On today’s weekend show, we’re taking 2 questions on workbenches: top material and the effectiveness of the deadman
What Are We Talking About
Knowing the range of the types of projects the 3 of you typically do, I am wondering how useful actually is the deadman on a shaker/roubo bench? I am sure this mostly depends on how much edge jointing you do, but how much do each of you actually find it useful?
and this question from Kris
I know that hard maple would be a top-choice for a bench top. However, if money doesn’t permit, what are the downsides to using douglas fir (2x4s, 2x6s, etc) for a work bench?
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10 replies on “WT358 – Workbench Tops and Deadmen”
Just finished listening to the show and I felt I had to comment. I have to disagree with Marc (somewhat). I built my bench primarily out of Douglas Fir and have found it to be very stable. I live in the Pacific Northwest, the land of the Douglas Fir, so I did not use construction lumber. I found a local guy who felled the tree for me and milled it into lumber to my specifications. I dried it in my shop for about 18 months before starting the build and I suspect that air drying the lumber as opposed to kiln drying helped with the stability.
The workbench took me 13 months to build and you can see it here if you would like:
I do agree with Shannon about the hardness of Doug Fir. Those late growth rings really chew up chisels when trying to chop mortises. Thanks for the show guys, I really enjoy it.
All the best,
What’s with the drop in episode number? Have you peaked and now winding down? Will there only be 355 more episodes to go? Tired minds want to know??
That is one of those exotic, mysterious, rarely-seen phenomena known by some as a “typo.” 🙂
Shannon, you do a great job of reading out loud on the air. You go slowly and smoothly, pausing and stopping at all commas and periods. Your tone rises and falls like normal conversational speech. It really helps listeners comprehend the underlying questions, which in turn, makes the answers and commentary all the more meaningful and entertaining. Keep up the great work!
See that Shannon, you have a fan!
Talking about Benches, if you had just one 7″ vice where would you put it? On the long edge or at the end so you could also use it as a tail vice. This will be my first work bench I only do small projects nothing larger the a toy box and so far I have never used a vice. Just clamps and boards screwed to a table top.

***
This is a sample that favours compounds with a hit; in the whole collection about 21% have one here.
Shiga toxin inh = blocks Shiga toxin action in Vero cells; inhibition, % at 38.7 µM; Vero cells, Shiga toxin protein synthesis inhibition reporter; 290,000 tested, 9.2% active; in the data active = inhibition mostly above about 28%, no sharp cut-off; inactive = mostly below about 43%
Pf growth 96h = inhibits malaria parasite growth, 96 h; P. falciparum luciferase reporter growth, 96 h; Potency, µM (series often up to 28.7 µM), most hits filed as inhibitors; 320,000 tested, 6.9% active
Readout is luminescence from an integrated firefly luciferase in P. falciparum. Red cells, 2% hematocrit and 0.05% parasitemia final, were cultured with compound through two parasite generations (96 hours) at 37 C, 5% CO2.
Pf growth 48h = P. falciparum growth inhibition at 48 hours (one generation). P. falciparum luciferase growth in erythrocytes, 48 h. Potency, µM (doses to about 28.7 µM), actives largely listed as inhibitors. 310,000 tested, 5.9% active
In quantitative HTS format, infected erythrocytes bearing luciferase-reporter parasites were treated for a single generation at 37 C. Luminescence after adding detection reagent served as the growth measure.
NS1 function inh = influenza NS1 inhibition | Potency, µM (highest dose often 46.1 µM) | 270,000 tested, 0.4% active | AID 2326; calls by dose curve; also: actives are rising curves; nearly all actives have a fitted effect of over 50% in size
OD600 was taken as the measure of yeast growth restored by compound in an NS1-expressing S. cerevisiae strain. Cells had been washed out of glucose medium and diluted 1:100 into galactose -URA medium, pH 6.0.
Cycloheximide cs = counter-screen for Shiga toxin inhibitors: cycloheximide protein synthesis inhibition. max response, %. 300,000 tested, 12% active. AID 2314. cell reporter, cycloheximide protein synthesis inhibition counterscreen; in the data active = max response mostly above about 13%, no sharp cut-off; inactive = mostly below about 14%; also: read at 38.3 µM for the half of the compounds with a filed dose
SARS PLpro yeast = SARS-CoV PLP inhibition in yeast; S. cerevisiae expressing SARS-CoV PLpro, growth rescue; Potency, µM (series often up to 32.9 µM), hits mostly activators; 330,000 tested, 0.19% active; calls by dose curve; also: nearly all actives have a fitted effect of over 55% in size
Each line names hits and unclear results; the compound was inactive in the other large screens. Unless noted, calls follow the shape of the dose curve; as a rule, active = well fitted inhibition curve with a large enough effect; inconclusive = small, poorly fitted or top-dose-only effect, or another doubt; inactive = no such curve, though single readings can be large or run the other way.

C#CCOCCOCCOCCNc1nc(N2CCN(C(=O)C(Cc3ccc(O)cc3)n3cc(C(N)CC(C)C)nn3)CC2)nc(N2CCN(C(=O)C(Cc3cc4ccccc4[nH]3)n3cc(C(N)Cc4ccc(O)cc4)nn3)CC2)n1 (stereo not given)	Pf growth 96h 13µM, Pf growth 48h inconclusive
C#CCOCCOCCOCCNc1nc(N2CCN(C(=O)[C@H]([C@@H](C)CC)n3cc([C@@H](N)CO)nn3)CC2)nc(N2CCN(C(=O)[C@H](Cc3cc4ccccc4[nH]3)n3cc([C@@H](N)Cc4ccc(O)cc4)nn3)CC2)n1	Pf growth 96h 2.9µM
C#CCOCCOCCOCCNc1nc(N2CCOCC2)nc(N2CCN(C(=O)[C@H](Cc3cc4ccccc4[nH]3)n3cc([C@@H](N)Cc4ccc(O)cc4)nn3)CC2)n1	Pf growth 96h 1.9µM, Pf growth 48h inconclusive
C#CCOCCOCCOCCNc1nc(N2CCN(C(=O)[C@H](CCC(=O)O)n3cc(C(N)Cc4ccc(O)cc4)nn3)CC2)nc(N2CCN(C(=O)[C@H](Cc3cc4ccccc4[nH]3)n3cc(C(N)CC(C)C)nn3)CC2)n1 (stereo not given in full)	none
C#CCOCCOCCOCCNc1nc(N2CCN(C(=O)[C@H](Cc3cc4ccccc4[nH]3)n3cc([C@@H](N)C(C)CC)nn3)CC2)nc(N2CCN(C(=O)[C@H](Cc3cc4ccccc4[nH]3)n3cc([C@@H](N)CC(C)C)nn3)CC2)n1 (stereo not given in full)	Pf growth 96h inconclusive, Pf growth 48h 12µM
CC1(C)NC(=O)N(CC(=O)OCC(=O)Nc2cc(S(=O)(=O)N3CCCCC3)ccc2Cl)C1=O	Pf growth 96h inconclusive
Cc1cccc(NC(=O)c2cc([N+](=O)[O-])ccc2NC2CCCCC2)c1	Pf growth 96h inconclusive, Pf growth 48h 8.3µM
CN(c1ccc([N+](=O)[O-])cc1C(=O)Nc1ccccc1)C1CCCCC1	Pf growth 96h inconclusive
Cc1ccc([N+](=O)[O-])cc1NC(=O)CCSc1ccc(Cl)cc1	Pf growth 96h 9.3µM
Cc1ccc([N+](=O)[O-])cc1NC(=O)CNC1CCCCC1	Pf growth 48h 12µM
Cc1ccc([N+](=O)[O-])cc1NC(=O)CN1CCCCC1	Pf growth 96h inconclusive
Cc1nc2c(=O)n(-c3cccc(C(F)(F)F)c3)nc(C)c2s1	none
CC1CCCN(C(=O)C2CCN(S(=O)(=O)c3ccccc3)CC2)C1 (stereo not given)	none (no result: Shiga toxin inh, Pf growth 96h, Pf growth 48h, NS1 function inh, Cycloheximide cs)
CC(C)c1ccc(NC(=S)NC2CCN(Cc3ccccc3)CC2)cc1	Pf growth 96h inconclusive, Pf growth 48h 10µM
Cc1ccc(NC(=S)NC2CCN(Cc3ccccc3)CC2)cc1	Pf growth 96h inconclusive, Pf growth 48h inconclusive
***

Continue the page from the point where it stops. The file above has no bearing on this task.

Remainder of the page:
Thanks guys from your Aussie follower.
I built a split top Roubo using doug fir construction lumber, and it turned out great. I chose it for cost and that the bench was at the limits of my skill, and I didn’t want to ruin really nice wood.
– 12 boards, 2×12 10 ft. long
– let dry stickered in my garage for 1 year (Warm/dry California)
– 12″ boards allowed me to find/cut good 4.5″ widths for a finished 4″ top
– Remaining pieces used to glue up leg pieces
I’ve been very happy with it.
Shannon, I would like to ask you about the dust right expandable hose & slip on end connections. How well do they work? My garage is my workshop which my wife feels she should park in for some silly reason so my tools all move around. I was thinking about putting the dust collector in the corner and then would not have to move the dust collector just the planer or jointer. This would leave be 15 to 20 feet to my planer or jointer.
I believe I saw that you had the used this in the past.
While listening to Matt explain why he chose his current sawmill setup I came up with the most wonderful hashtag to go along with his others. #mattlovescrotch, and #fromona have been some of my favorites from his Instagram feed. I would like to suggest that he start using #partyinthefrontsawmillintheback. Love the content, as always. Keep up the good work.
Oops. I meant to put that comment on the previous show’s comment section.